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Learning AI?

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I would start at gameai.com, AI Depot, and AI-Junkie. Do a search for any of these and you should get plenty of info. Another thought to consider is that AI is a very broad field, and you might first want to consider what particular areas you are interested in. Hope this helps.

Also, asking how to program "AI in C++" is almost like asking "how to drive in a honda". AI is much more "concept and algorithm specific" than it is language specific (although some languages like LISP and PROLOG seem to cater to certain AI fields and aspects). Once you learn the underlying concepts and algorithms and design a few little apps to reinforce them, you should be able to apply them to any language you want.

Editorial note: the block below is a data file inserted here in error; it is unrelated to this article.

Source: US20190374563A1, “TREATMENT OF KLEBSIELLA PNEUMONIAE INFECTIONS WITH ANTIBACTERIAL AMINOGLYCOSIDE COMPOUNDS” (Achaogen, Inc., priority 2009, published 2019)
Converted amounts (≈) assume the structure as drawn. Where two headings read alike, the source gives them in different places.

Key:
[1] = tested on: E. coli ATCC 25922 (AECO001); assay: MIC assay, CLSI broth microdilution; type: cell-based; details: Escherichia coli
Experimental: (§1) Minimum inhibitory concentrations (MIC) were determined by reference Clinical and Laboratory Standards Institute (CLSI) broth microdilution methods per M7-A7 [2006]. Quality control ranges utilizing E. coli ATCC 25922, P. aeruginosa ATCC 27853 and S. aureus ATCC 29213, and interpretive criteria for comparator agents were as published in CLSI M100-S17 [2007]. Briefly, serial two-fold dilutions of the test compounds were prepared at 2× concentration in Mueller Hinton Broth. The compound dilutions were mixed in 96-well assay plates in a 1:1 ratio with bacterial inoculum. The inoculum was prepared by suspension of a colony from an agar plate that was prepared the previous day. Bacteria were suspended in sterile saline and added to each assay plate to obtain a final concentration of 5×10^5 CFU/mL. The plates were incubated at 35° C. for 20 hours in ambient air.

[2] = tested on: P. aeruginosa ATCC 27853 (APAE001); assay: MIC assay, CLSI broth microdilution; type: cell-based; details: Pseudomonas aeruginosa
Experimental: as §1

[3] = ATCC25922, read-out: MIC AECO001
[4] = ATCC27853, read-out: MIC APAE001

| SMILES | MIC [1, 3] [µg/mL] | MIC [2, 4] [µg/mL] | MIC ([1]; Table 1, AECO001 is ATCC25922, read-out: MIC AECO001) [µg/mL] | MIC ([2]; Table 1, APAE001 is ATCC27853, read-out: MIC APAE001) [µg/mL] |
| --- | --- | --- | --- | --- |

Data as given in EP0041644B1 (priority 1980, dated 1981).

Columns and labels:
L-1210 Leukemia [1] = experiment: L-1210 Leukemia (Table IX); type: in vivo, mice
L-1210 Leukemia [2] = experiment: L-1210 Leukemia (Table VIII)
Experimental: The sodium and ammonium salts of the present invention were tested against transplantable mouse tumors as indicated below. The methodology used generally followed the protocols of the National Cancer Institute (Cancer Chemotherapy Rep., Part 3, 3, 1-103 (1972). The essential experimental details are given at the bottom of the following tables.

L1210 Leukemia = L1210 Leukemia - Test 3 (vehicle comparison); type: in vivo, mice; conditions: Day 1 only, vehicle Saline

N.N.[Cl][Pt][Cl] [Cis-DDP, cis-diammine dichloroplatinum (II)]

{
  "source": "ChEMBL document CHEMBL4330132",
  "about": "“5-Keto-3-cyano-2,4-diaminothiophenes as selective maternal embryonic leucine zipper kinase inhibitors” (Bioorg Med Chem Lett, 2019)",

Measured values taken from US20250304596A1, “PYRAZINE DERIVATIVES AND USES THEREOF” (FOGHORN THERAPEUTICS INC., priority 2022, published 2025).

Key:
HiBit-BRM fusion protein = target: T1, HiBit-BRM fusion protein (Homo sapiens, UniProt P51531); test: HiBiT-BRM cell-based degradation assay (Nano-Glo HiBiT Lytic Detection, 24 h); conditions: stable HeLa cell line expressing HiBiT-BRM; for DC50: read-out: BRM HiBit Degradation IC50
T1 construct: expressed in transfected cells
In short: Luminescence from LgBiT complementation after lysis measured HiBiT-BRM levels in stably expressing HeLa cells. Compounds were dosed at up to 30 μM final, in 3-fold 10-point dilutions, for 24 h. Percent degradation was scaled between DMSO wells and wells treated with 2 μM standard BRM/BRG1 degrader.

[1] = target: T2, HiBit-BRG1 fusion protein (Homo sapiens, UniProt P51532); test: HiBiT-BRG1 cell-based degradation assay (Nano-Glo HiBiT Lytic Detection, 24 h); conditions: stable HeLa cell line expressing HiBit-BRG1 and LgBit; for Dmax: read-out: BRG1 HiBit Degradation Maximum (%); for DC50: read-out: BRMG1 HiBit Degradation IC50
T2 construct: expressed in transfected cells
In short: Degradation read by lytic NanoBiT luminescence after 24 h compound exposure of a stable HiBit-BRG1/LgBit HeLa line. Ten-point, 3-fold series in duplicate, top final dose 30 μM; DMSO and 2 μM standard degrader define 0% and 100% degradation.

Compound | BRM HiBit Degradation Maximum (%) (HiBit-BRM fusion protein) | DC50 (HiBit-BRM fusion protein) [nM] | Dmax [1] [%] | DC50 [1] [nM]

[edited by - Code-Junkie on June 4, 2003 11:52:49 AM]

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What kind of bot that learns what? A chat bot that can parse english, process it, and print a response back? Or a bot that analizes a 3d game level and can learn what paths are good to use and which are not? A bot that can learn how to find information quickly and accurately on the internet?

There are a lot of different types of bots, and a lot of different types of things to learn. AI is a _HUGE_ field of research, so you need to be really specific to help narrow it down enough that somebody can point you to a specific resource.

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If that is where you would like to start, I would check out as much info as possible on Machine Learning (especially Symbol-based, Connectionist, and Emergent learning algorithms and structures). That is the area of study actually that I am doing my CS graduate thesis on. I will gladly let you have a look at my research and code when I am finished (but it will probably be about a month away). I also found some cool stuff in Rabin's "AI Programming Wisdom" book. I consider it a good buy. How deep or not you actually get into AI isn't as important as how much you enjoy the time you spend with it (thinking about it, reading about it, coding it, learning from it, discussing it, etc.)